Quarter-sessions were local courts usually held four times a year, which generally sat in the seat of the county or county borough. Trials were held before a justice of the peace, judge or recorder.

Quarter-sessions dealt with a range of crimes which were too serious to be dealt with summarily at the petty sessions but were usually less serious crimes than those tried at the Assize Courts. They also had civil jurisdiction to deal with matters such as licensing, supervision of highways, and offences against the poor laws.

The records relating to the quarter-sessions are extensive and can include many different types of document, such as

  • indictments (formal accusations)
  • calendars of prisoners
  • punishment orders
  • depositions and examinations (witness statements usually required for felony cases – the survival of these documents is very uneven)
  • recognizances (bonds to keep the peace or similar)
  • sessions court rolls or books.

These records can contain a great deal of personal information on individuals (including both victims and witnesses of crimes). For example, information may include:

  • name
  • date of crime
  • county
  • parish
  • occupation
  • offence
  • name of presiding magistrates
  • names of witnesses
  • outcome (whether found guilty or acquitted)
  • sentence.

Latest Updates on Twitter

Pleased to work alongside Rachel Wood at @saltairestories to launch a competition aimed at Y9 Bradford pupils to create a graphic novel story for @BurnsHistory on the unsung heroes of the Bradford City Stadium fire. Please RT @becketthistory @leedsbeckett @WYFRS @BradfoBurnsUnit

Over on our Research Exchange blog, @janetlweston has been reflecting on the limits of thinking about HIV/AIDs as a matter of human rights in the 1990s, and the place of this within the dynamic history of prisons.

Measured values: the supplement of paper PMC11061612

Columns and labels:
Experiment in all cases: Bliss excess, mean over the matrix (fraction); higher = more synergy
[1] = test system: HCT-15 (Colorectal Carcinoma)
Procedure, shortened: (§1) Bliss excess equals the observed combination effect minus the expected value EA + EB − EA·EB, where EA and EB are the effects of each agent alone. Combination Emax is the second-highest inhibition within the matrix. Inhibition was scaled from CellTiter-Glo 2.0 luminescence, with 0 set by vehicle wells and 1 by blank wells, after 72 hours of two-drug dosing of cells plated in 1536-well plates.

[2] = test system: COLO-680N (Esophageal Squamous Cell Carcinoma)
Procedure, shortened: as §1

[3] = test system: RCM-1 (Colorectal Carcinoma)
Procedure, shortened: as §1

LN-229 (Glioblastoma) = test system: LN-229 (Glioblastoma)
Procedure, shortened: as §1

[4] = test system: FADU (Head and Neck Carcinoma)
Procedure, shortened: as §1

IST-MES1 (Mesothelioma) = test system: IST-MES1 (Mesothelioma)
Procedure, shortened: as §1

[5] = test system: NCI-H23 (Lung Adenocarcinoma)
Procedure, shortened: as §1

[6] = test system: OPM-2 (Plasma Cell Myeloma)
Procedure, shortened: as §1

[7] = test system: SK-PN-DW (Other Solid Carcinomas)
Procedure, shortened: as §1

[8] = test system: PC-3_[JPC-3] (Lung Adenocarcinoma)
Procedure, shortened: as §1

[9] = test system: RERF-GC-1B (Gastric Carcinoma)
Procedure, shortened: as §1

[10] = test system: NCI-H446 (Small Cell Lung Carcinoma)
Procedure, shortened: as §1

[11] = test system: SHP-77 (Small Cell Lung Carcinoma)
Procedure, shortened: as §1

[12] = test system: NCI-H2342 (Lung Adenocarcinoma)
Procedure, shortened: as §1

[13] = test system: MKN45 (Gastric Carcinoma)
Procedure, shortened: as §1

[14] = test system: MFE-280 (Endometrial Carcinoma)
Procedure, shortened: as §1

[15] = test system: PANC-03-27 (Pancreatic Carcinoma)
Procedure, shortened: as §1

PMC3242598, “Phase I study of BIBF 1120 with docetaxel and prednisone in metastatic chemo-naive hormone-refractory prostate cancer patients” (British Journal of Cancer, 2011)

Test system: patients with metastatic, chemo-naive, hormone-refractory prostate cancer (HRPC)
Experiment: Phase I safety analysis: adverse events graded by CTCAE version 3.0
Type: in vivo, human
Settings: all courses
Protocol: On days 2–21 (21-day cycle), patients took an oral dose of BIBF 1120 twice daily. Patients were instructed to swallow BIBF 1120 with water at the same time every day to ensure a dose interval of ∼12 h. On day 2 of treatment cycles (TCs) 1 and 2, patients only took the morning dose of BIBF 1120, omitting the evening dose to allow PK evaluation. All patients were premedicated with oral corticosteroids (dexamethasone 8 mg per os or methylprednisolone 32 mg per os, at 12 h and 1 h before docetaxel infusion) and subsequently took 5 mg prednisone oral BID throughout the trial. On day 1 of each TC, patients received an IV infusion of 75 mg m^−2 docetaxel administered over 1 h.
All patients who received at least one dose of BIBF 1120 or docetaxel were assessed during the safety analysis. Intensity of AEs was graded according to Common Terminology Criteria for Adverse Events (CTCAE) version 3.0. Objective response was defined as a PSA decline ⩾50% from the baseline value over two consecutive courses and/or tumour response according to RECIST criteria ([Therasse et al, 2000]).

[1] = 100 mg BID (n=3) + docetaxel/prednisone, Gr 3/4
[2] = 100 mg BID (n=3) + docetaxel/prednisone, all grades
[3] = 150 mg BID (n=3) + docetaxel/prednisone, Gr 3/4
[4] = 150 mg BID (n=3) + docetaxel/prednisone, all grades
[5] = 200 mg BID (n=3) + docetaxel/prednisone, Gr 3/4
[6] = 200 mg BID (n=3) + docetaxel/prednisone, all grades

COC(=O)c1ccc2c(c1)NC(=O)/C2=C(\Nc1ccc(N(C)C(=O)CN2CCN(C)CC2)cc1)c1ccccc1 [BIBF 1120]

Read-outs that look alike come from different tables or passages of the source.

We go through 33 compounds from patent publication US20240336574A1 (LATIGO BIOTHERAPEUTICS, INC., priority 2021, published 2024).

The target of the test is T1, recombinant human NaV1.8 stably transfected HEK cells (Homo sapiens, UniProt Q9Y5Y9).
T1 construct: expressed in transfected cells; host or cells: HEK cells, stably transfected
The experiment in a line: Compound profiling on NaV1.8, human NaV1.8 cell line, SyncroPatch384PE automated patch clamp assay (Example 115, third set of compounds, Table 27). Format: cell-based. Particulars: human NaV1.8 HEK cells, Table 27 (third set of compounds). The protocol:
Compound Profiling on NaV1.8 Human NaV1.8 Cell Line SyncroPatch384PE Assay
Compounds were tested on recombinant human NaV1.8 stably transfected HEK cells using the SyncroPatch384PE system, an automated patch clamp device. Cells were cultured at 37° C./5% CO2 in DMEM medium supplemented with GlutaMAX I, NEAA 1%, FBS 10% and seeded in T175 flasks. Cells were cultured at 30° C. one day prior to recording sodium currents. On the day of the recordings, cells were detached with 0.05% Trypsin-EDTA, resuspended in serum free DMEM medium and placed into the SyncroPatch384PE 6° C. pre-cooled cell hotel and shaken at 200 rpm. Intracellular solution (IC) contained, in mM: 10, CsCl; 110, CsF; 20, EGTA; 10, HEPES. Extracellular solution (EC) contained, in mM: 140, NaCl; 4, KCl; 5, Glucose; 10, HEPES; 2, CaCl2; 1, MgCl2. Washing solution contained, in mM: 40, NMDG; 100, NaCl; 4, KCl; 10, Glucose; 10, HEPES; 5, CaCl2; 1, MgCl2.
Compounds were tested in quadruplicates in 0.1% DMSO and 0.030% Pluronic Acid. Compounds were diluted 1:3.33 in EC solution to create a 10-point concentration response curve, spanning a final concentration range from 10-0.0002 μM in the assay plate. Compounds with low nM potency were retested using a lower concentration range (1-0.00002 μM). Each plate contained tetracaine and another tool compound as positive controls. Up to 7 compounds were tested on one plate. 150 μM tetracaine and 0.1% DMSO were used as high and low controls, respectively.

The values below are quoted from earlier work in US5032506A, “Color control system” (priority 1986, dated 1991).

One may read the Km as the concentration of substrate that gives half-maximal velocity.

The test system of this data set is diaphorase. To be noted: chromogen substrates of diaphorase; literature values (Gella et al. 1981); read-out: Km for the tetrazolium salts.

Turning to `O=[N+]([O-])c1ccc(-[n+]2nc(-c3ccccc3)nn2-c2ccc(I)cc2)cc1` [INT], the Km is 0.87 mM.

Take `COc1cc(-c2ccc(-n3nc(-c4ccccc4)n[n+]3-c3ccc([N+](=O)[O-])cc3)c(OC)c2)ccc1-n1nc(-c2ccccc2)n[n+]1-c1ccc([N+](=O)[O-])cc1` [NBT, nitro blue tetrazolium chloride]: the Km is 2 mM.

https://t.co/Oe0qHWm1dy

I’m (Heather) off to the @BritishAcademy_ to talk to @thehistoryguy and 300 young people from schools and colleges about Victorian youth/street crime.

We are delighted to confirm that @lizzieevens won the SHS Poster Prize at #SHS2019. You can find a copy of the winning poster in our official announcement #twitterstorians #phdchat

https://t.co/AP0A2Ar8XQ

In 1909 @leicspolice Boro PC John Mason was presented with a silver tipped walking cane by Leicester Boro Police Band. In 1960 his family loaned the cane to Leicester City Police as part of an exhibition, and was never seen again.

3

Just in case you missed it earlier we have launched our 1893 Special Edition #Saltaire map today. Prices start at just Β£10. Further details can be found at our website: https://t.co/Z8axm687wX Please ReTweet πŸ˜ƒ
#localhistory #familyhistory #genealogy #ancestry #maps #Yorkshire

4

A little obsessed with prison plans at the moment...here’s a sketch by George Dance of the new Newgate (c.1770s) held at @LdnMetArchives that I wish I could use in my thesis but probably won’t as I need the more detailed, final version (sob)

Late to the party but, in Ep.2 #GentlemanJackHBO Ann Lister asks a magistrate 'is it not the constable's job to gather evidence?' It wasn't actually in 1832. They undoubtedly did, but no legal requirement. Otherwise v. good. #pedant #pettyconstables